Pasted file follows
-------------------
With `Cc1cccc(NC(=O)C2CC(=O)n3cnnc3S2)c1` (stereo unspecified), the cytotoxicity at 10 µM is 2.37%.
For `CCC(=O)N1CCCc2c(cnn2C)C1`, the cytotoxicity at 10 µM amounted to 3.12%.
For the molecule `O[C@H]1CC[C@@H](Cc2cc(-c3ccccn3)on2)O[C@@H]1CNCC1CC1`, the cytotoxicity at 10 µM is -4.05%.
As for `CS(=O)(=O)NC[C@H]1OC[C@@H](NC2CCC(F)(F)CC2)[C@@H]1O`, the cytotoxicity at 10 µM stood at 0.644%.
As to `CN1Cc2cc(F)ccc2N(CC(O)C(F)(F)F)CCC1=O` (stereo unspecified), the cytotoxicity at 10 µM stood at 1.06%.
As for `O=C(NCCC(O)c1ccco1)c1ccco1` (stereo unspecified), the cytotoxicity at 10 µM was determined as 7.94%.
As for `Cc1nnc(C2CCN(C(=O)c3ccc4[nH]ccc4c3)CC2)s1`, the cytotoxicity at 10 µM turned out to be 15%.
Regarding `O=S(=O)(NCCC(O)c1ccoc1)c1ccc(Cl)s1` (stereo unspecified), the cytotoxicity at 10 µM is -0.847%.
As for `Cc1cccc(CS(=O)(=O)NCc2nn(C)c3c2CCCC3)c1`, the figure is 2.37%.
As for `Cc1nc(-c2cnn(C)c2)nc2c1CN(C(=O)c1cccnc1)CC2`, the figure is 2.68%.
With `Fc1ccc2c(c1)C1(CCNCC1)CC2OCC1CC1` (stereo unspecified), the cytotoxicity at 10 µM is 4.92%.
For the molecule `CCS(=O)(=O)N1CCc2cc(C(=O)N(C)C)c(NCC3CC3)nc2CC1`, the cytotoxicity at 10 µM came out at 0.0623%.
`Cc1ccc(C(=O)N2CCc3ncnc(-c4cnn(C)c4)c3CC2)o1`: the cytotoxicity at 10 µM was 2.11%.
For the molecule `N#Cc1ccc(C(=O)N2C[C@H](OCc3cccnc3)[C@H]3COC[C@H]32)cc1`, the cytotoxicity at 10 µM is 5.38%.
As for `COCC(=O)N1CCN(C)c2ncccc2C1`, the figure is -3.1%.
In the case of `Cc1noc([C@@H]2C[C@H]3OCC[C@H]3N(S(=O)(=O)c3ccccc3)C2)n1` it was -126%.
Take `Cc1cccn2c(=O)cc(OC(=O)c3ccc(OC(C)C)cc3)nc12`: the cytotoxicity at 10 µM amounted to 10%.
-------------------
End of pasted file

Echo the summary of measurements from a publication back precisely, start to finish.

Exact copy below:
With `Cc1cccc(NC(=O)C2CC(=O)n3cnnc3S2)c1` (stereo unspecified), the cytotoxicity at 10 µM is 2.37%.
For `CCC(=O)N1CCCc2c(cnn2C)C1`, the cytotoxicity at 10 µM amounted to 3.12%.
For the molecule `O[C@H]1CC[C@@H](Cc2cc(-c3ccccn3)on2)O[C@@H]1CNCC1CC1`, the cytotoxicity at 10 µM is -4.05%.
As for `CS(=O)(=O)NC[C@H]1OC[C@@H](NC2CCC(F)(F)CC2)[C@@H]1O`, the cytotoxicity at 10 µM stood at 0.644%.
As to `CN1Cc2cc(F)ccc2N(CC(O)C(F)(F)F)CCC1=O` (stereo unspecified), the cytotoxicity at 10 µM stood at 1.06%.
As for `O=C(NCCC(O)c1ccco1)c1ccco1` (stereo unspecified), the cytotoxicity at 10 µM was determined as 7.94%.
As for `Cc1nnc(C2CCN(C(=O)c3ccc4[nH]ccc4c3)CC2)s1`, the cytotoxicity at 10 µM turned out to be 15%.
Regarding `O=S(=O)(NCCC(O)c1ccoc1)c1ccc(Cl)s1` (stereo unspecified), the cytotoxicity at 10 µM is -0.847%.
As for `Cc1cccc(CS(=O)(=O)NCc2nn(C)c3c2CCCC3)c1`, the figure is 2.37%.
As for `Cc1nc(-c2cnn(C)c2)nc2c1CN(C(=O)c1cccnc1)CC2`, the figure is 2.68%.
With `Fc1ccc2c(c1)C1(CCNCC1)CC2OCC1CC1` (stereo unspecified), the cytotoxicity at 10 µM is 4.92%.
For the molecule `CCS(=O)(=O)N1CCc2cc(C(=O)N(C)C)c(NCC3CC3)nc2CC1`, the cytotoxicity at 10 µM came out at 0.0623%.
`Cc1ccc(C(=O)N2CCc3ncnc(-c4cnn(C)c4)c3CC2)o1`: the cytotoxicity at 10 µM was 2.11%.
For the molecule `N#Cc1ccc(C(=O)N2C[C@H](OCc3cccnc3)[C@H]3COC[C@H]32)cc1`, the cytotoxicity at 10 µM is 5.38%.
As for `COCC(=O)N1CCN(C)c2ncccc2C1`, the figure is -3.1%.
In the case of `Cc1noc([C@@H]2C[C@H]3OCC[C@H]3N(S(=O)(=O)c3ccccc3)C2)n1` it was -126%.
Take `Cc1cccn2c(=O)cc(OC(=O)c3ccc(OC(C)C)cc3)nc12`: the cytotoxicity at 10 µM amounted to 10%.